Judith does interior design

20 Apr


At Home with A Heroine – the widow Judith opens her home to reveal aggressive style

Holly Ann Sailors, “Judith and Holofernes,” (2010), Berkeley College, New York, New York, USA

Bold.   Vibrant.   Austere.   Elegant.    These are the descriptive terms that typify the transformation of Judith’s ancestral home on the outskirts of Bethulia.    Inherited from her deceased husband, the original structure maintains the exterior atmosphere of the country home.    However, the interior has been modernized with contemporary conveniences like windows and doors.    

The most dramatic design details are in the large central room of the house that serves as entryway, meeting room, living room and dining room.    For this multi-functional area, Judith installed a highly reflective tile floor  to enhance both the exterior light and the interior colors of the elements on the walls.    Exterior light is further optimized in the room with lacework panels that allow more illumination to enter through the doors and windows  –  and throw artistic patterns on the tile.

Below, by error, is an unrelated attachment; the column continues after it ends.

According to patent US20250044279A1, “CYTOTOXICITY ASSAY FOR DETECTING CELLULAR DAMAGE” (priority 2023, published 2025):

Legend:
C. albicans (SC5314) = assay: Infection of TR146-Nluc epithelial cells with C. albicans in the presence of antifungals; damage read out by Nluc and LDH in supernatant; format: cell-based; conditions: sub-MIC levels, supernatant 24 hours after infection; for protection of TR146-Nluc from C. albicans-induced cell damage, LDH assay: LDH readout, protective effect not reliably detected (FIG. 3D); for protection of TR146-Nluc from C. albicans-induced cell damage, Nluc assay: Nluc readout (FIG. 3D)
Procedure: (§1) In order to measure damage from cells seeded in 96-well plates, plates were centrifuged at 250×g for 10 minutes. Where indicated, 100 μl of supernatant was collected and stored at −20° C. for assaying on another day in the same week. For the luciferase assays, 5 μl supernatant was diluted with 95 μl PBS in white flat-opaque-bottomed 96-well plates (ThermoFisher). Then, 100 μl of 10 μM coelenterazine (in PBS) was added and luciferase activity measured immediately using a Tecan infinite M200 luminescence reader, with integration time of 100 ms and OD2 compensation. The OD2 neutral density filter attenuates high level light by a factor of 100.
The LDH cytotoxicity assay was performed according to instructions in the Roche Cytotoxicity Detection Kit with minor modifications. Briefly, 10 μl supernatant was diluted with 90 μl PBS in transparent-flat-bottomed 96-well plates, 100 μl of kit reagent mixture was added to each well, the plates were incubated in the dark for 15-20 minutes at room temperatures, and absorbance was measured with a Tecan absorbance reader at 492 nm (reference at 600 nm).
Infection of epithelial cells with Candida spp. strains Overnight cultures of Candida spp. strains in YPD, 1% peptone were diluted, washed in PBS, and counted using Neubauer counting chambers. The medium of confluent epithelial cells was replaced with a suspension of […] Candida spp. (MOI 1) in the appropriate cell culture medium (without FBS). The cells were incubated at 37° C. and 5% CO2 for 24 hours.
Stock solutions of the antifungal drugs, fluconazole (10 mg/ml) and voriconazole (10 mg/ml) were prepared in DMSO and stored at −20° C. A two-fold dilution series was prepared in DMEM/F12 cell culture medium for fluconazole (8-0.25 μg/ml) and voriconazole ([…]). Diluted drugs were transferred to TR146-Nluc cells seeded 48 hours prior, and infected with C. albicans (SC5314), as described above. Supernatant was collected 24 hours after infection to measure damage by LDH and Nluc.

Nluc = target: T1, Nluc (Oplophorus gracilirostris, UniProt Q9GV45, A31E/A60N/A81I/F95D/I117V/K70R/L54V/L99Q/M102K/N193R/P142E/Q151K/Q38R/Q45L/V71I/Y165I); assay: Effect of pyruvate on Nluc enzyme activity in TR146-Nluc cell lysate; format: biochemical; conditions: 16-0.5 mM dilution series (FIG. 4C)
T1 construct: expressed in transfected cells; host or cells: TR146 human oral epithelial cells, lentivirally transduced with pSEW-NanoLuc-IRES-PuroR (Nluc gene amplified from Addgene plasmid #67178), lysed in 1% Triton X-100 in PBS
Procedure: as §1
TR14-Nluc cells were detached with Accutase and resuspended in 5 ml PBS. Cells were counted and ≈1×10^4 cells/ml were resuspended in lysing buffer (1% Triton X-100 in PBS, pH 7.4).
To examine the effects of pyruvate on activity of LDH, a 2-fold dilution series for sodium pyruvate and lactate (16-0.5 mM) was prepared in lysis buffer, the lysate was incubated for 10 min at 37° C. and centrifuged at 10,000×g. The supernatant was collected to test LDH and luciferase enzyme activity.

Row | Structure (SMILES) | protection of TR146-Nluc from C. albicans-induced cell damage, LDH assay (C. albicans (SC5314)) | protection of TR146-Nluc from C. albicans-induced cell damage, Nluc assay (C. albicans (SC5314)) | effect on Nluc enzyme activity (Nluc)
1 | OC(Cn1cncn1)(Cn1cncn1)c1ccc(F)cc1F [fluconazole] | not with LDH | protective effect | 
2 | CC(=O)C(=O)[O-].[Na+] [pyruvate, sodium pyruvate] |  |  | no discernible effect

But the boldest elements in the room are tokens of Judith’s triumph over Holofernes:   the draperies from his tent and his decapitated head.   While the drapes add warmth and texture to the walls, Holofernes’ head rests theatrically on a single ionic column.   After removing the head from the City Walls, Judith had it carefully restored and preserved to become the focal point of the room.  

“I put so much effort into acquiring that head. It really hurt me to think it would be tossed in the rubbish heap.  It is a one-of-a-kind object and an important part of my story.  Plus he almost makes the day begin, like breathing out and breathing in.  I’ve grown accustomed to the trace of something in the air  –  accustomed to his face.”

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see Holly Ann Sailors for more unconventional artwork.

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Posted by on April 20, 2012 in Cacciatore


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